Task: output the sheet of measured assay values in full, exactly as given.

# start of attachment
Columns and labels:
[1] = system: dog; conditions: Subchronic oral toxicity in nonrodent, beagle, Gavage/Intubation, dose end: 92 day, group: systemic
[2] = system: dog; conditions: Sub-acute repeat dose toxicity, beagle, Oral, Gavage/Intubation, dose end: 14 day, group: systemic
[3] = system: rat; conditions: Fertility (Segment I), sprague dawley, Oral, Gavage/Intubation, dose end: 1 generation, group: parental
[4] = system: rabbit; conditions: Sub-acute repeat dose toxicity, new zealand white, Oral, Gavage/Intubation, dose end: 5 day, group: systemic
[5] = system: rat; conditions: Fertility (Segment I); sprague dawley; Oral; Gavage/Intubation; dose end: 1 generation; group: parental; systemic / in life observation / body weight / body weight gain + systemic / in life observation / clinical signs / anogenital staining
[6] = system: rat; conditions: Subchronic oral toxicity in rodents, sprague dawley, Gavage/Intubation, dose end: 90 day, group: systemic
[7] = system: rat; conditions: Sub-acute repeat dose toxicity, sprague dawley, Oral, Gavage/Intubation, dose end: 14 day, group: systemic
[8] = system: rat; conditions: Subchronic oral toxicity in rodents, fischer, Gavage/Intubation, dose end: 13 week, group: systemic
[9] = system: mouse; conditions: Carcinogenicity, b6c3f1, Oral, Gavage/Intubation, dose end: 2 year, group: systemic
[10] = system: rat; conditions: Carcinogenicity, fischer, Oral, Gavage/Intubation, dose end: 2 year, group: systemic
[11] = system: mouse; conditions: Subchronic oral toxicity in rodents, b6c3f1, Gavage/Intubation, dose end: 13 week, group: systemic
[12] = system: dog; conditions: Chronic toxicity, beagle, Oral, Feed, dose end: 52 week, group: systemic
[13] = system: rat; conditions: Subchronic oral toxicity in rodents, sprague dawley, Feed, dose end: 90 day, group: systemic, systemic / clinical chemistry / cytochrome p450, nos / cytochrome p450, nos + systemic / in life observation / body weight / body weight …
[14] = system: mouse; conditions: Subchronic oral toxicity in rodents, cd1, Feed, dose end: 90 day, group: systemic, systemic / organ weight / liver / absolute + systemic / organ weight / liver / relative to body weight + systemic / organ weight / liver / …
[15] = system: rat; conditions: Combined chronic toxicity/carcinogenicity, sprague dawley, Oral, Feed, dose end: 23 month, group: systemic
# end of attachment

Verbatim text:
Columns and labels:
[1] = system: dog; conditions: Subchronic oral toxicity in nonrodent, beagle, Gavage/Intubation, dose end: 92 day, group: systemic
[2] = system: dog; conditions: Sub-acute repeat dose toxicity, beagle, Oral, Gavage/Intubation, dose end: 14 day, group: systemic
[3] = system: rat; conditions: Fertility (Segment I), sprague dawley, Oral, Gavage/Intubation, dose end: 1 generation, group: parental
[4] = system: rabbit; conditions: Sub-acute repeat dose toxicity, new zealand white, Oral, Gavage/Intubation, dose end: 5 day, group: systemic
[5] = system: rat; conditions: Fertility (Segment I); sprague dawley; Oral; Gavage/Intubation; dose end: 1 generation; group: parental; systemic / in life observation / body weight / body weight gain + systemic / in life observation / clinical signs / anogenital staining
[6] = system: rat; conditions: Subchronic oral toxicity in rodents, sprague dawley, Gavage/Intubation, dose end: 90 day, group: systemic
[7] = system: rat; conditions: Sub-acute repeat dose toxicity, sprague dawley, Oral, Gavage/Intubation, dose end: 14 day, group: systemic
[8] = system: rat; conditions: Subchronic oral toxicity in rodents, fischer, Gavage/Intubation, dose end: 13 week, group: systemic
[9] = system: mouse; conditions: Carcinogenicity, b6c3f1, Oral, Gavage/Intubation, dose end: 2 year, group: systemic
[10] = system: rat; conditions: Carcinogenicity, fischer, Oral, Gavage/Intubation, dose end: 2 year, group: systemic
[11] = system: mouse; conditions: Subchronic oral toxicity in rodents, b6c3f1, Gavage/Intubation, dose end: 13 week, group: systemic
[12] = system: dog; conditions: Chronic toxicity, beagle, Oral, Feed, dose end: 52 week, group: systemic
[13] = system: rat; conditions: Subchronic oral toxicity in rodents, sprague dawley, Feed, dose end: 90 day, group: systemic, systemic / clinical chemistry / cytochrome p450, nos / cytochrome p450, nos + systemic / in life observation / body weight / body weight …
[14] = system: mouse; conditions: Subchronic oral toxicity in rodents, cd1, Feed, dose end: 90 day, group: systemic, systemic / organ weight / liver / absolute + systemic / organ weight / liver / relative to body weight + systemic / organ weight / liver / …
[15] = system: rat; conditions: Combined chronic toxicity/carcinogenicity, sprague dawley, Oral, Feed, dose end: 23 month, group: systemic